The secret of movie special effects: woggling

Last night we shot the first scene of our new film project – Cigarette. Or rather, we shot the last scene. And it involved a lot of woggling.

Scene 9, which will end the film, is the only one to be shot outdoors. We decided to shoot it ahead of principal photography (which starts in just under two weeks’ time) because we couldn’t be sure of good weather in our three-day shooting schedule. So we opted to grab the first dry evening that came along.

scene9

Without giving too much away, the script calls for the light from a fire to be visible through a window and play on the face of our protagonist. Our friend, who has offered up his house as the location, was oddly reluctant to let us set fire to his living room. So we turned to special effects. And we went for a stunningly high-tech approach.

We ended up with two fans fitted with strips of paper placed in front of work lamps, one with an orange gel, the other with a yellow gel. The effect was pretty good, but a little too regular. It needed some randomness. And so Trish, our art director, ended up hovering over the lamps waving her fingers (and sometimes feather dusters) in the path of the light. For some reason, this activity was dubbed ‘woggling’. And highly effective it was too.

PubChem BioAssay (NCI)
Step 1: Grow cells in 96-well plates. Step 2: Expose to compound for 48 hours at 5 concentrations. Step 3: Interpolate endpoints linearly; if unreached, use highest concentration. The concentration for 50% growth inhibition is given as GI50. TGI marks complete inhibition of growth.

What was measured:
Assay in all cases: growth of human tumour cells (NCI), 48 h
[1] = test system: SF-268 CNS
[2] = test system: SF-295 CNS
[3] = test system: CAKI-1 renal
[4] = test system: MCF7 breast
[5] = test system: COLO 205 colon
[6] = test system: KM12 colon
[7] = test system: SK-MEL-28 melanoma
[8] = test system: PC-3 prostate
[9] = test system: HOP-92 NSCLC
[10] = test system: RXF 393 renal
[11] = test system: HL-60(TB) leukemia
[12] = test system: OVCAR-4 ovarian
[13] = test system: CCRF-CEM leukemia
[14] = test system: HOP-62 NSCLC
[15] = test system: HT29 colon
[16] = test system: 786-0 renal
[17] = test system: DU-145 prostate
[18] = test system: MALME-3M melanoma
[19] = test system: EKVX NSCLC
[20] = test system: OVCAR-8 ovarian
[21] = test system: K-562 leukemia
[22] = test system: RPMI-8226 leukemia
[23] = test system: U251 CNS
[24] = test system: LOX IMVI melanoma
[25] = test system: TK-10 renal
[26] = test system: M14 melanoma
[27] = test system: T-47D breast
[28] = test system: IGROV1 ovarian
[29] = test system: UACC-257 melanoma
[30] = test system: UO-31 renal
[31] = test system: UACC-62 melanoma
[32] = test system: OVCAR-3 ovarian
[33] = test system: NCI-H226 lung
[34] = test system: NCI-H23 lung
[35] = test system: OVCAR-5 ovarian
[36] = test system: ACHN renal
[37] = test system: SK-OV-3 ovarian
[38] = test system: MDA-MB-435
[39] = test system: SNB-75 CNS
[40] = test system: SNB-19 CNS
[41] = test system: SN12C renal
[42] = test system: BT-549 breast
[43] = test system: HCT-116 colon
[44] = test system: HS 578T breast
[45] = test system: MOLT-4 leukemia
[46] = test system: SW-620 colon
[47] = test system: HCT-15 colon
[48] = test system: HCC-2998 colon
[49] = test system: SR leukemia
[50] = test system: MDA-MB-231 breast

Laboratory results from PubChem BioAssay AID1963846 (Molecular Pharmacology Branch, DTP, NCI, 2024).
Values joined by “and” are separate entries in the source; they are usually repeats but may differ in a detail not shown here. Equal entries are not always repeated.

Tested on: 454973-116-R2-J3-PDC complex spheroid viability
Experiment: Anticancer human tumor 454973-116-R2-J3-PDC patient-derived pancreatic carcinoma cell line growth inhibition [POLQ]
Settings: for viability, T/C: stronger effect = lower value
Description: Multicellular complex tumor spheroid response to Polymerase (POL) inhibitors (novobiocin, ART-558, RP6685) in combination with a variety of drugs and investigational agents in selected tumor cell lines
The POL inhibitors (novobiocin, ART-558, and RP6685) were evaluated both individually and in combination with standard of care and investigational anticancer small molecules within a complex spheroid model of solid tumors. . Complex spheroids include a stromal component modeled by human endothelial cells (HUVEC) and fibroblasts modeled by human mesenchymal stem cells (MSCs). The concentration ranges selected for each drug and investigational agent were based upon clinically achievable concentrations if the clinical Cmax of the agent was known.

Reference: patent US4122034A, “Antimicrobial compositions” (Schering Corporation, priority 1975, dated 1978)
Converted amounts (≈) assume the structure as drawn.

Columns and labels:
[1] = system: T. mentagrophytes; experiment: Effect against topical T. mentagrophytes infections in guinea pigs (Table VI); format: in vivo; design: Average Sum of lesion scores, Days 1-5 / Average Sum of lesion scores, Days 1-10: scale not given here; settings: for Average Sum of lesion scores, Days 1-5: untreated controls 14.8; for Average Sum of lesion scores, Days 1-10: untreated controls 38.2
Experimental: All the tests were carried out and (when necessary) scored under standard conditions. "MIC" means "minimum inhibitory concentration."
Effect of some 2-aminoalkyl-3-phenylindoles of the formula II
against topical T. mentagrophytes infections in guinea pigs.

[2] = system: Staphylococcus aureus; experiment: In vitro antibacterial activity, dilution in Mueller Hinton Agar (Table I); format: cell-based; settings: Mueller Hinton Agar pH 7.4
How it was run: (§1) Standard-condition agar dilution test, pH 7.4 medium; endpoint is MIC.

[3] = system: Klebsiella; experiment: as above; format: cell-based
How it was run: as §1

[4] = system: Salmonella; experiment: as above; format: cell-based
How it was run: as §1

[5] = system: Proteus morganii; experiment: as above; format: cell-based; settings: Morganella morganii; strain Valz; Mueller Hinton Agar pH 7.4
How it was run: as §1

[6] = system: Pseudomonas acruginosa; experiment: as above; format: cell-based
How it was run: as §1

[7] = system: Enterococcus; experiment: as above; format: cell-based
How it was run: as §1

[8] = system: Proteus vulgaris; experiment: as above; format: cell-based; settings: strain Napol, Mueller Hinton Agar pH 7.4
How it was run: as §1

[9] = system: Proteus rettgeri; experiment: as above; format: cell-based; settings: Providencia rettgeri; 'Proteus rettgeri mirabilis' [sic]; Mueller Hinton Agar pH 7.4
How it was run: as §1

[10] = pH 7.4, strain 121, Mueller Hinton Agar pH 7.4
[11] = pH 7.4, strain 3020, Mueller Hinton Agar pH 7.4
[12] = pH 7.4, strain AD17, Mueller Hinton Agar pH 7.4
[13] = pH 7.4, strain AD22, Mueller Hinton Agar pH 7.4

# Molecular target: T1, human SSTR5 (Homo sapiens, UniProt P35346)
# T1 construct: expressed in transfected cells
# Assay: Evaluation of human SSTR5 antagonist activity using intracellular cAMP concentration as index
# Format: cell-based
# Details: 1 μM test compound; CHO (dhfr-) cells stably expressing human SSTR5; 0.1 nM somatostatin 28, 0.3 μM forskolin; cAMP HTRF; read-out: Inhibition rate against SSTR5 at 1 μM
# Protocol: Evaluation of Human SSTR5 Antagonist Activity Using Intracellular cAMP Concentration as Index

It was a fun night, in spite of a few glitches. The clapperboard app on our iPad stopped making any sound (we fixed it in the time-honoured fashion of turning it off and back on again). We had a whole new sound crew, with Ian as sound recordist and Erica as boom op: both were doing it for the first time and did a great job. We did, though, have a few sounds issues with passing cars (I suspect it was the same one going back and forth), screech owls, dogs and foxes. Hopefully, it’ll turn out to be atmospheric.

And Mandy, our star, gave a great performance, even with no words to speak. Her expression in the key shot carried a lot of bathos.

It felt like a great start to the production…

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